Africans puzzled by Live 8 but hope for change
By Rebecca Harrison
JOHANNESBURG (Reuters) – Few Africans watched thestar-studded Live 8 gigs meant to highlight their plight butmany said on Sunday any bid to relieve poverty was welcome –even faraway rock concerts performed for rich whites.
Up to 2 billion people watched broadcasts of Saturday’sLive 8 concerts, performed on four continents to help drawattention to poverty in Africa and press the world’s mostpowerful leaders to cancel debt, boost aid and scrap unfairtrade barriers.
Yet in Africa where most people are too poor to own a TV,only a fraction of those meant to benefit actually saw theevent billed as the world’s biggest concert and those who didwere puzzled by endless footage of white men with guitars.
“I don’t know who Bob Geldof is,” said Edward Romoki indowntown Johannesburg when asked what he thought of the manbehind the concerts. “But people are speaking about poverty andthere is plenty of that in Africa — maybe a concert like thiscan put Africa in the news and change things.”
Maxwell Shirima, a 25-year-old who makes around $5 a dayselling oranges at the side of the road in Tanzania said he hadno idea there were any concerts being staged to help Africa.
“I haven’t heard anything about it, but anything to help usis good,” he said.
ACTION NOT WORDS
Africans who knew about the concerts thought they were agood idea but wondered why their own musicians had beensidelined — a criticism that prompted the last-minute additionof the much smaller Johannesburg gig.
“What do participating musicians know about Africa?” askedSusan Outa, a student in Nairobi. “How do we know whether halfof them have even visited a single African country?”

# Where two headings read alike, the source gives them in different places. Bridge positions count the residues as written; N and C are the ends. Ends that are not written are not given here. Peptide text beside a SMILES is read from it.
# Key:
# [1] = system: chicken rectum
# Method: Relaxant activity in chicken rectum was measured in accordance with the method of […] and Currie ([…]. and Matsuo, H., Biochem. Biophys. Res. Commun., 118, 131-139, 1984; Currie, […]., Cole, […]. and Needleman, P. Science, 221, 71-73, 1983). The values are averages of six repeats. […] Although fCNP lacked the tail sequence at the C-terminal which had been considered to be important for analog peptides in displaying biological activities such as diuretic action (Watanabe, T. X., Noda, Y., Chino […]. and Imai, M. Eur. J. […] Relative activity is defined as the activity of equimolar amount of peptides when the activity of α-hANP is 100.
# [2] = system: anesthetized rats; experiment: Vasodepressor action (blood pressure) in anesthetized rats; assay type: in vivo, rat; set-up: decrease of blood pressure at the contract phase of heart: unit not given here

At the Johannesburg show on Saturday some 8,000 peoplestared nonplussed at a giant screen beaming live footage of U2and other western acts little known in Africa from glitzierconcerts in rich countries.
But while artists said they would have loved to share thestage with international stars such as Bjork and Bono, theysaid the local concert offered a chance to educate youngAfricans about the issues behind their daily strife.
“As a young African man this gives me a chance to talk toother young Africans about the issues that are stopping themfrom being free,” said Zola, South Africa’s king of kwaito — aversion of hiphop that grew from the townships.
Between pumping tunes, Zola and other performers drew hugecheers as they preached debt relief and free trade to a crowdlargely unversed in international economics.
Despite skepticism over how much a bunch of rock starscould change their lives, many Africans were hopeful a meetingof the Group of Eight (G8) richest countries next week wouldyield results.
“I hope the G8 will find a solution to our problems,” saidunemployed 21-year-old Isa Mlambo in Johannesburg. “They alwayspromise, but I am hoping this time they will take action.”
Kenyan student Phillip Khisa reckoned Africa must firstfight its own battles and wondered whether even debt write-offwould help a continent blighted by corruption.
“You know we have a greedy government. Even if they cancelthe debt, it will not help if the government is greedy. Seniorgovernment officials should cut their salaries first.”
(Additional reporting by George Obulutsa in Nairobi andHelen Nyambura in Dar es Salaam)